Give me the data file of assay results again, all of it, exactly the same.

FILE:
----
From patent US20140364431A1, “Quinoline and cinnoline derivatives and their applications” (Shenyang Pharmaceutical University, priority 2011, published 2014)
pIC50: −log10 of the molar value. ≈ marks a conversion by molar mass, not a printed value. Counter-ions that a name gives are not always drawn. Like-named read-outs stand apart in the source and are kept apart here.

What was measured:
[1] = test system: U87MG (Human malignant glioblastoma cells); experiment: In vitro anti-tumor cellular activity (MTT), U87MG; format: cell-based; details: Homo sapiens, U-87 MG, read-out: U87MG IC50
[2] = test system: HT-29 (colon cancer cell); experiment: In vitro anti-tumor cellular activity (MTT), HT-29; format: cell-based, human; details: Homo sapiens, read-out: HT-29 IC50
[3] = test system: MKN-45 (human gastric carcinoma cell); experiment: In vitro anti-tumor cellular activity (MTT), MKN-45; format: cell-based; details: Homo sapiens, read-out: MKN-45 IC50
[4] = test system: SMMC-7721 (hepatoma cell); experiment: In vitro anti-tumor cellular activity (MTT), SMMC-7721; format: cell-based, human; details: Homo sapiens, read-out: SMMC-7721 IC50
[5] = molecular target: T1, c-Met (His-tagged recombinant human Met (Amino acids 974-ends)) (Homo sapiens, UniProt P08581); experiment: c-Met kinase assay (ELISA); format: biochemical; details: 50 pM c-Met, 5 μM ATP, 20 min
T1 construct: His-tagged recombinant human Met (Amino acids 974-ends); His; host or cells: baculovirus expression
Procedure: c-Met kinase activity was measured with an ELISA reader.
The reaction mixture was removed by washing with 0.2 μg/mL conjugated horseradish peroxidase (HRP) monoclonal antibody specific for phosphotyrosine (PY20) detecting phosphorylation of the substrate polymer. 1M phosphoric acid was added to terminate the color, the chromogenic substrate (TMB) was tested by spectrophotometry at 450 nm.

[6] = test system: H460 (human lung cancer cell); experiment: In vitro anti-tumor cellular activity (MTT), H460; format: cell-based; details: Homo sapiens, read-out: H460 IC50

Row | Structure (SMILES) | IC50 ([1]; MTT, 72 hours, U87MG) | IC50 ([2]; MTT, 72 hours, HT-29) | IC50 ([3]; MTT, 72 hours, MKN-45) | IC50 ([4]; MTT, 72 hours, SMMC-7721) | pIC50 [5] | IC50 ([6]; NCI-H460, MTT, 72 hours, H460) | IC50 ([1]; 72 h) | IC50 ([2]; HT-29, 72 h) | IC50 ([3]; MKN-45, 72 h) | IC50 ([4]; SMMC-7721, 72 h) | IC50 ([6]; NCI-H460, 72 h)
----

From patent US20140364431A1, “Quinoline and cinnoline derivatives and their applications” (Shenyang Pharmaceutical University, priority 2011, published 2014)
pIC50: −log10 of the molar value. ≈ marks a conversion by molar mass, not a printed value. Counter-ions that a name gives are not always drawn. Like-named read-outs stand apart in the source and are kept apart here.

What was measured:
[1] = test system: U87MG (Human malignant glioblastoma cells); experiment: In vitro anti-tumor cellular activity (MTT), U87MG; format: cell-based; details: Homo sapiens, U-87 MG, read-out: U87MG IC50
[2] = test system: HT-29 (colon cancer cell); experiment: In vitro anti-tumor cellular activity (MTT), HT-29; format: cell-based, human; details: Homo sapiens, read-out: HT-29 IC50
[3] = test system: MKN-45 (human gastric carcinoma cell); experiment: In vitro anti-tumor cellular activity (MTT), MKN-45; format: cell-based; details: Homo sapiens, read-out: MKN-45 IC50
[4] = test system: SMMC-7721 (hepatoma cell); experiment: In vitro anti-tumor cellular activity (MTT), SMMC-7721; format: cell-based, human; details: Homo sapiens, read-out: SMMC-7721 IC50
[5] = molecular target: T1, c-Met (His-tagged recombinant human Met (Amino acids 974-ends)) (Homo sapiens, UniProt P08581); experiment: c-Met kinase assay (ELISA); format: biochemical; details: 50 pM c-Met, 5 μM ATP, 20 min
T1 construct: His-tagged recombinant human Met (Amino acids 974-ends); His; host or cells: baculovirus expression
Procedure: c-Met kinase activity was measured with an ELISA reader.
The reaction mixture was removed by washing with 0.2 μg/mL conjugated horseradish peroxidase (HRP) monoclonal antibody specific for phosphotyrosine (PY20) detecting phosphorylation of the substrate polymer. 1M phosphoric acid was added to terminate the color, the chromogenic substrate (TMB) was tested by spectrophotometry at 450 nm.

[6] = test system: H460 (human lung cancer cell); experiment: In vitro anti-tumor cellular activity (MTT), H460; format: cell-based; details: Homo sapiens, read-out: H460 IC50

Row | Structure (SMILES) | IC50 ([1]; MTT, 72 hours, U87MG) | IC50 ([2]; MTT, 72 hours, HT-29) | IC50 ([3]; MTT, 72 hours, MKN-45) | IC50 ([4]; MTT, 72 hours, SMMC-7721) | pIC50 [5] | IC50 ([6]; NCI-H460, MTT, 72 hours, H460) | IC50 ([1]; 72 h) | IC50 ([2]; HT-29, 72 h) | IC50 ([3]; MKN-45, 72 h) | IC50 ([4]; SMMC-7721, 72 h) | IC50 ([6]; NCI-H460, 72 h)